Another stupendous -> Slave as well.

Slave to the Traffic Light is tremendous. I think one reviewer said devastating and it's apt. There's a slow churning build with the whole band showing delicate patience and eventually they reach a wonderful trilling climax and release. The whole sequence from Ghost->Bag->Slave is top shelf.

Throw in a fun and rocking Loving Cup to complete a four song set and we are talking about one heck of a show people!

They encore with Guyute, which I find to be a fantastic call - as the composition side of things is probably the only aspect of Phish missing from the show. This is great if not perfectly played.

Overall easy 5/5 - classic show. Set II is a personal favorite, and I probably rate the Bag higher than most, but it's certainly worthy of its reputation. Go Get It.
, attached to 1997-11-21

Review by Fallopian_Dude

Fallopian_Dude A solid show throughout, punctuated by an explosive Split Open and Melt and an exploratory, shape-shifting AC/DC Bag.
, attached to 1997-11-21

Review by headyburritos

headyburritos If you weren't convinced yet that Fall 97 is Phish's best tour, then this show should start to seal the deal. This three-night run (11/21-11/23) is probably the finest in Phish's career. Maybe 11/17 isn't your bag (for whatever crazy reason), but how can anyone deny the funky-as-hell 20 minute opening Emotional Rescue?

This show is in the stratosphere from the opening notes and they never let up until the end of the weekend. Although I will say that this first set seems to dip a bit through the the middle, there are so many high intensity moments that keep things grooving all throughout. I'm personally a fan of the big hitters in this set; ER, SOAM, PYITE, and Chalkdust.

The second set follows in typical 97 fashion: two huge marquee funk jams that take up the majority of the second set and some other great music thrown in for good measure. Although I'd rank this AC/DC Bag a tad lower than the 9/14/99 Boise version, this one is a completely different beast and totally worthy in its own right.

One thing I always find interesting about this tour is how short the sets can be. Not that I would be complaining after this second set, but it is considerably shorter than second sets from other years. Hell, I suppose if the Phish is going to be bringing the fire funk heat like they did in this second set, maybe it's necessary to wrap it up a little quicker!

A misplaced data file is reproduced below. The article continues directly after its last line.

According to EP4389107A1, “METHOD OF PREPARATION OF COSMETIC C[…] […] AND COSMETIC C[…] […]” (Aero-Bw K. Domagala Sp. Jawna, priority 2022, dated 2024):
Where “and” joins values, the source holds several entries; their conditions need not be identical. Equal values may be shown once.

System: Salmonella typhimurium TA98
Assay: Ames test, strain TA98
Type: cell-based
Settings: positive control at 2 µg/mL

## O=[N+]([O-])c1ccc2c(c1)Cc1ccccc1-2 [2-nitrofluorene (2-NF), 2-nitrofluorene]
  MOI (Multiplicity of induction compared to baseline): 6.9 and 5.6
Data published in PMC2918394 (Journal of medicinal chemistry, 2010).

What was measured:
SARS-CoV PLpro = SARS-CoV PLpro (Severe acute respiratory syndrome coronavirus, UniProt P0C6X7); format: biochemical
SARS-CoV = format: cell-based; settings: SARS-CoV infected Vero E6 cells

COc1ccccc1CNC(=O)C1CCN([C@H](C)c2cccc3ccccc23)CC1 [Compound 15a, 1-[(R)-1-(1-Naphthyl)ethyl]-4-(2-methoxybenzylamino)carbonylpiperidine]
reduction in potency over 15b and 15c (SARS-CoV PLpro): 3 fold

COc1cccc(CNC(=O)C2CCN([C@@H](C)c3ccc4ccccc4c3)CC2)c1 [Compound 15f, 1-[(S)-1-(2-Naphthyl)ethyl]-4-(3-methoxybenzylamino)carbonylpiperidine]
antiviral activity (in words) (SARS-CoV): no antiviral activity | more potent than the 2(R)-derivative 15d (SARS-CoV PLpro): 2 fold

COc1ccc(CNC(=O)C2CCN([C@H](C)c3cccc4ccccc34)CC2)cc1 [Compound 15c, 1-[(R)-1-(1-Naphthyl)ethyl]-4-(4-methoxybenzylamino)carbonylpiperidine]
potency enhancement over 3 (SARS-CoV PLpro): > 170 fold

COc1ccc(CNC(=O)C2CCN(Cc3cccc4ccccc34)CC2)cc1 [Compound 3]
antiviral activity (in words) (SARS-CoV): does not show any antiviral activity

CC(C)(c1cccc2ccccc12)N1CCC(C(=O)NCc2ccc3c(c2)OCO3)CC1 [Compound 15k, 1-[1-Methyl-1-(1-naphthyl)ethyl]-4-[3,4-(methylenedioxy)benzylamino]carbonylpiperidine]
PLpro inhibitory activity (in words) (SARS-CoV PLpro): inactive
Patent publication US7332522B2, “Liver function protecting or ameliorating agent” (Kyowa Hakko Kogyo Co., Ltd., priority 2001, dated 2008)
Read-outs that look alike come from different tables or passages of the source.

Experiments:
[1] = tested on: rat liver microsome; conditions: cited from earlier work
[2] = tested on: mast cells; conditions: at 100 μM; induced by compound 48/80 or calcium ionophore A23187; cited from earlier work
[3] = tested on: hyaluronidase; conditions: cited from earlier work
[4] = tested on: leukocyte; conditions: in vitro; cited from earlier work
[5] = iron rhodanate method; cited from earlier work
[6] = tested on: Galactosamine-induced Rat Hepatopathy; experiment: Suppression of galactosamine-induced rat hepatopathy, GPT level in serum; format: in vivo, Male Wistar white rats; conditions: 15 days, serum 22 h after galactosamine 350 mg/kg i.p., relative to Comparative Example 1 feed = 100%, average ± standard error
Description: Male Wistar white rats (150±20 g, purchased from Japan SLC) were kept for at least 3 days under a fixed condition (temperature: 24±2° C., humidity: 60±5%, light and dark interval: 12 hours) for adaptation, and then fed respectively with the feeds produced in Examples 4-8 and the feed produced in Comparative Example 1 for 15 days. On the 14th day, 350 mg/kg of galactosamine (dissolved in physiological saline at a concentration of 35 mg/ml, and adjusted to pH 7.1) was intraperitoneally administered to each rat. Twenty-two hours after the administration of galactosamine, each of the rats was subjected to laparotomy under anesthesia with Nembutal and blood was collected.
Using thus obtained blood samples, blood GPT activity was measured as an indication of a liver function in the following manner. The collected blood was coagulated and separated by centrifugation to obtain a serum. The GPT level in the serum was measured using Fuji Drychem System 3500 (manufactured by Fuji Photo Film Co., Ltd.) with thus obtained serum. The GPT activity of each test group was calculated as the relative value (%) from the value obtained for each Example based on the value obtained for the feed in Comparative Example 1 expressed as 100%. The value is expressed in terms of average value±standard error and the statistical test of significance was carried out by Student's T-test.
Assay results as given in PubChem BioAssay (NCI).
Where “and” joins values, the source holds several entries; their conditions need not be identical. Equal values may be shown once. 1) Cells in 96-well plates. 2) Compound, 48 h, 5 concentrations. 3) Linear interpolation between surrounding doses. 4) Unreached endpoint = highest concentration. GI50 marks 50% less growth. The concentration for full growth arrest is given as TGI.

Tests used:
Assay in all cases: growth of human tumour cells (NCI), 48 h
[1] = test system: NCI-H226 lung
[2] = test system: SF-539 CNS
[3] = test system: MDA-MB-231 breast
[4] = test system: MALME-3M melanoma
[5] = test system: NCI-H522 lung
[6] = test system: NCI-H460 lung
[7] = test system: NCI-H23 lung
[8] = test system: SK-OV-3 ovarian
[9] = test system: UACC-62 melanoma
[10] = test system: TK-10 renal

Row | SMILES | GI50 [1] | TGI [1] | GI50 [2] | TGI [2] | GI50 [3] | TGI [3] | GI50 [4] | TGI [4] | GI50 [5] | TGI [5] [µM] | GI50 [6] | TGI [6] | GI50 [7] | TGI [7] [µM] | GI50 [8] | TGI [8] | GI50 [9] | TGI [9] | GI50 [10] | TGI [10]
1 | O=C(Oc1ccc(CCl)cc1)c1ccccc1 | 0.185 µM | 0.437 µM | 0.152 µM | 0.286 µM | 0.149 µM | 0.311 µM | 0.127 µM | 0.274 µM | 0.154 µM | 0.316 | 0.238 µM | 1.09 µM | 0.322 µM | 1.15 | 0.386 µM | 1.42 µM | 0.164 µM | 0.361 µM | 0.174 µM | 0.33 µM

, attached to 1997-11-21

Review by fhqwhgads

fhqwhgads I'm reviewing this show based upon the recording from the Hampton/Winston-Salem '97 box set; I was not in attendance. Emotional Rescue is a Phish debut here and is funked mightily, in a manner that might appease both George Clinton *and* the Rolling Stones, an interesting parallel that I won't elaborate on but which certainly provides food for thought. I love the contrast between Mike's falsetto and his baritone. I'm not particularly fond of the sustained "Ffff-" from 5:00 to 5:03, but Mike's just being Mike, and if he ever met me, he might find some of my embellishments a bit *ahem* pretentious, as well. For the next 13 minutes or so, Phish proceed to go entirely a camera, with the carnivalesque, not-quite-noodly leads from Trey dancing across the rhythm section before a > into SOAM. Split is delightfully dark and dank. Emotional Rescue is briefly "reprised" before the closing phrase. Beauty of My Dreams is a lovely song, one I wish would be played more often in these heady days of 3.0. Punch You in the Eye is rendered as capably and expertly as it might have been in earlier times, with the added benefit of the extended palm-mute funk intro. There is an actual -> into Lawn Boy (tempo-changing segues are one of this phan's favorite varieties of segue.) Chalkdust features some phun interplay and is in some ways reminiscent of early versions, at least with regards to energy. Caspian is notable for ending with the Digital Delay Loop Jam.